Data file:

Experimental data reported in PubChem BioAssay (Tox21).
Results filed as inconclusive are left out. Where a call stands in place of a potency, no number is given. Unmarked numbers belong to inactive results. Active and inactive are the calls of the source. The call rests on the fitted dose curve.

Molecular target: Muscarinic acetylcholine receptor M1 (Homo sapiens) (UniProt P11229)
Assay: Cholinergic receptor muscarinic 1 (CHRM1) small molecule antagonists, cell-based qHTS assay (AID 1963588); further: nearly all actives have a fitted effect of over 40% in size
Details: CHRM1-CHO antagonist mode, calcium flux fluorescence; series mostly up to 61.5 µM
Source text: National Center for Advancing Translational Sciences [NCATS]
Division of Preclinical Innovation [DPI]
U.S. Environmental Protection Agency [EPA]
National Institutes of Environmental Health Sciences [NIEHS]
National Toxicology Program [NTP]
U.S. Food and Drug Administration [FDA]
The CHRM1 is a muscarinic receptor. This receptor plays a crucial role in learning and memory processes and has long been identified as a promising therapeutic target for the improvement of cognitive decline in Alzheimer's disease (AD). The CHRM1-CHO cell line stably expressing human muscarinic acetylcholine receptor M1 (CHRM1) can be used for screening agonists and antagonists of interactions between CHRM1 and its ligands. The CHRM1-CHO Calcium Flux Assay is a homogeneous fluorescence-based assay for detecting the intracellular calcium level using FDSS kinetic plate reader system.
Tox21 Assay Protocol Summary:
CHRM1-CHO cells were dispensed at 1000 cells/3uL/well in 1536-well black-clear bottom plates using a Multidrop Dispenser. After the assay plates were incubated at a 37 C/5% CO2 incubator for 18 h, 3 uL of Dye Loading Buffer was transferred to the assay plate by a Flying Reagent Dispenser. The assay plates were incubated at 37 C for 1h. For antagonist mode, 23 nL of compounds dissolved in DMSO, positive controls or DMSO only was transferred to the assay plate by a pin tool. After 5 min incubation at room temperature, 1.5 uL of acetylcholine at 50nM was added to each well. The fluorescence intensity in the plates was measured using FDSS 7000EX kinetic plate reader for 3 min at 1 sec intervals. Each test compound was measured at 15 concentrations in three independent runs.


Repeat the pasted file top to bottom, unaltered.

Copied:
Experimental data reported in PubChem BioAssay (Tox21).
Results filed as inconclusive are left out. Where a call stands in place of a potency, no number is given. Unmarked numbers belong to inactive results. Active and inactive are the calls of the source. The call rests on the fitted dose curve.

Molecular target: Muscarinic acetylcholine receptor M1 (Homo sapiens) (UniProt P11229)
Assay: Cholinergic receptor muscarinic 1 (CHRM1) small molecule antagonists, cell-based qHTS assay (AID 1963588); further: nearly all actives have a fitted effect of over 40% in size
Details: CHRM1-CHO antagonist mode, calcium flux fluorescence; series mostly up to 61.5 µM
Source text: National Center for Advancing Translational Sciences [NCATS]
Division of Preclinical Innovation [DPI]
U.S. Environmental Protection Agency [EPA]
National Institutes of Environmental Health Sciences [NIEHS]
National Toxicology Program [NTP]
U.S. Food and Drug Administration [FDA]
The CHRM1 is a muscarinic receptor. This receptor plays a crucial role in learning and memory processes and has long been identified as a promising therapeutic target for the improvement of cognitive decline in Alzheimer's disease (AD). The CHRM1-CHO cell line stably expressing human muscarinic acetylcholine receptor M1 (CHRM1) can be used for screening agonists and antagonists of interactions between CHRM1 and its ligands. The CHRM1-CHO Calcium Flux Assay is a homogeneous fluorescence-based assay for detecting the intracellular calcium level using FDSS kinetic plate reader system.
Tox21 Assay Protocol Summary:
CHRM1-CHO cells were dispensed at 1000 cells/3uL/well in 1536-well black-clear bottom plates using a Multidrop Dispenser. After the assay plates were incubated at a 37 C/5% CO2 incubator for 18 h, 3 uL of Dye Loading Buffer was transferred to the assay plate by a Flying Reagent Dispenser. The assay plates were incubated at 37 C for 1h. For antagonist mode, 23 nL of compounds dissolved in DMSO, positive controls or DMSO only was transferred to the assay plate by a pin tool. After 5 min incubation at room temperature, 1.5 uL of acetylcholine at 50nM was added to each well. The fluorescence intensity in the plates was measured using FDSS 7000EX kinetic plate reader for 3 min at 1 sec intervals. Each test compound was measured at 15 concentrations in three independent runs.